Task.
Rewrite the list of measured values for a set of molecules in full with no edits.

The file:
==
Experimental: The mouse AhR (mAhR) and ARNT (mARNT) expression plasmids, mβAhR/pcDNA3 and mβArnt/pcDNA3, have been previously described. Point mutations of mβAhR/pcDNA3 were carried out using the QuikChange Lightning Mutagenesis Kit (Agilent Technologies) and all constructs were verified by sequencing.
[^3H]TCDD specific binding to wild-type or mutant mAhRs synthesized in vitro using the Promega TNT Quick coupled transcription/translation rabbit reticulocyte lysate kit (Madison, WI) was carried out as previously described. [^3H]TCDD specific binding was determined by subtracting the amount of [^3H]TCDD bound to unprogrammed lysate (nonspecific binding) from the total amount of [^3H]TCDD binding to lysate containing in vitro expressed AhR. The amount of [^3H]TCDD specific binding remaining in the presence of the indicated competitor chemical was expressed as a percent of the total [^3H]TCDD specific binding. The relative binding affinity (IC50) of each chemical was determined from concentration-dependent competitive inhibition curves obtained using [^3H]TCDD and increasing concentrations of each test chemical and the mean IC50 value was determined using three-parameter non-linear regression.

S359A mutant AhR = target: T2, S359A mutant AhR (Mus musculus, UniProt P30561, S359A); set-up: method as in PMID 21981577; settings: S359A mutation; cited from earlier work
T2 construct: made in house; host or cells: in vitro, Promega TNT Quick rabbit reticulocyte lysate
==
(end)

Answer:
Experimental: The mouse AhR (mAhR) and ARNT (mARNT) expression plasmids, mβAhR/pcDNA3 and mβArnt/pcDNA3, have been previously described. Point mutations of mβAhR/pcDNA3 were carried out using the QuikChange Lightning Mutagenesis Kit (Agilent Technologies) and all constructs were verified by sequencing.
[^3H]TCDD specific binding to wild-type or mutant mAhRs synthesized in vitro using the Promega TNT Quick coupled transcription/translation rabbit reticulocyte lysate kit (Madison, WI) was carried out as previously described. [^3H]TCDD specific binding was determined by subtracting the amount of [^3H]TCDD bound to unprogrammed lysate (nonspecific binding) from the total amount of [^3H]TCDD binding to lysate containing in vitro expressed AhR. The amount of [^3H]TCDD specific binding remaining in the presence of the indicated competitor chemical was expressed as a percent of the total [^3H]TCDD specific binding. The relative binding affinity (IC50) of each chemical was determined from concentration-dependent competitive inhibition curves obtained using [^3H]TCDD and increasing concentrations of each test chemical and the mean IC50 value was determined using three-parameter non-linear regression.

S359A mutant AhR = target: T2, S359A mutant AhR (Mus musculus, UniProt P30561, S359A); set-up: method as in PMID 21981577; settings: S359A mutation; cited from earlier work
T2 construct: made in house; host or cells: in vitro, Promega TNT Quick rabbit reticulocyte lysate